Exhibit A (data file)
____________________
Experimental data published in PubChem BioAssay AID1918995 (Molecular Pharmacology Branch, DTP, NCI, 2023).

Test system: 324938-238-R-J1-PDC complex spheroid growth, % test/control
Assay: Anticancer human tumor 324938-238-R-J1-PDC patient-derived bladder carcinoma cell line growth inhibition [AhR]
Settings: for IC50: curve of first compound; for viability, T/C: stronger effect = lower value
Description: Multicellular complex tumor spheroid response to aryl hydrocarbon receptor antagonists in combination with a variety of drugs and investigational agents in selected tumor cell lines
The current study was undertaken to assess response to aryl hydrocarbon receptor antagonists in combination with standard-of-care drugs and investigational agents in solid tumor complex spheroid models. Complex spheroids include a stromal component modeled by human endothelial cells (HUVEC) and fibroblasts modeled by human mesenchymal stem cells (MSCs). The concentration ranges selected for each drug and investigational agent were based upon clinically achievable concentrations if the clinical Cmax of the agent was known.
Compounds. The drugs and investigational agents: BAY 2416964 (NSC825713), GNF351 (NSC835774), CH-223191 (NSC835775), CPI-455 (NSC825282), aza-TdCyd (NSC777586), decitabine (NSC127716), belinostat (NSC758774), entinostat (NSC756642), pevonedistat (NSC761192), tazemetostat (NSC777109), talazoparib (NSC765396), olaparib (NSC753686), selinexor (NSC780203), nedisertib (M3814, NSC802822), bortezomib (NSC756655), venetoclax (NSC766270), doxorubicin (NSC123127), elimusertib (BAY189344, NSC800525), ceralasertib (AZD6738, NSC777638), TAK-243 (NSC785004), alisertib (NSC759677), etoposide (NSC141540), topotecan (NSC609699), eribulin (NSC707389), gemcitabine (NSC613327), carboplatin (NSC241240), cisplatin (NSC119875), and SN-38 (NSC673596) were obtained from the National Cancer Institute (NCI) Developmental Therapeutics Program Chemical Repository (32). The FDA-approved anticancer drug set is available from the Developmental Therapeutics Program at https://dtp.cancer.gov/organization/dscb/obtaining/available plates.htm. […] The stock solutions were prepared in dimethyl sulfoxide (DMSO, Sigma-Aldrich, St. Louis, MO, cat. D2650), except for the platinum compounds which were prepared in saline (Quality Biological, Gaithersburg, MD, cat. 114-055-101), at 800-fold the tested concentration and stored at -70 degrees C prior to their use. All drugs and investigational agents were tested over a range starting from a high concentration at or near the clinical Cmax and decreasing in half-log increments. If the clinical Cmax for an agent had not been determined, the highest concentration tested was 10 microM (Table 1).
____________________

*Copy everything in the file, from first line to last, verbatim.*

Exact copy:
Experimental data published in PubChem BioAssay AID1918995 (Molecular Pharmacology Branch, DTP, NCI, 2023).

Test system: 324938-238-R-J1-PDC complex spheroid growth, % test/control
Assay: Anticancer human tumor 324938-238-R-J1-PDC patient-derived bladder carcinoma cell line growth inhibition [AhR]
Settings: for IC50: curve of first compound; for viability, T/C: stronger effect = lower value
Description: Multicellular complex tumor spheroid response to aryl hydrocarbon receptor antagonists in combination with a variety of drugs and investigational agents in selected tumor cell lines
The current study was undertaken to assess response to aryl hydrocarbon receptor antagonists in combination with standard-of-care drugs and investigational agents in solid tumor complex spheroid models. Complex spheroids include a stromal component modeled by human endothelial cells (HUVEC) and fibroblasts modeled by human mesenchymal stem cells (MSCs). The concentration ranges selected for each drug and investigational agent were based upon clinically achievable concentrations if the clinical Cmax of the agent was known.
Compounds. The drugs and investigational agents: BAY 2416964 (NSC825713), GNF351 (NSC835774), CH-223191 (NSC835775), CPI-455 (NSC825282), aza-TdCyd (NSC777586), decitabine (NSC127716), belinostat (NSC758774), entinostat (NSC756642), pevonedistat (NSC761192), tazemetostat (NSC777109), talazoparib (NSC765396), olaparib (NSC753686), selinexor (NSC780203), nedisertib (M3814, NSC802822), bortezomib (NSC756655), venetoclax (NSC766270), doxorubicin (NSC123127), elimusertib (BAY189344, NSC800525), ceralasertib (AZD6738, NSC777638), TAK-243 (NSC785004), alisertib (NSC759677), etoposide (NSC141540), topotecan (NSC609699), eribulin (NSC707389), gemcitabine (NSC613327), carboplatin (NSC241240), cisplatin (NSC119875), and SN-38 (NSC673596) were obtained from the National Cancer Institute (NCI) Developmental Therapeutics Program Chemical Repository (32). The FDA-approved anticancer drug set is available from the Developmental Therapeutics Program at https://dtp.cancer.gov/organization/dscb/obtaining/available plates.htm. […] The stock solutions were prepared in dimethyl sulfoxide (DMSO, Sigma-Aldrich, St. Louis, MO, cat. D2650), except for the platinum compounds which were prepared in saline (Quality Biological, Gaithersburg, MD, cat. 114-055-101), at 800-fold the tested concentration and stored at -70 degrees C prior to their use. All drugs and investigational agents were tested over a range starting from a high concentration at or near the clinical Cmax and decreasing in half-log increments. If the clinical Cmax for an agent had not been determined, the highest concentration tested was 10 microM (Table 1).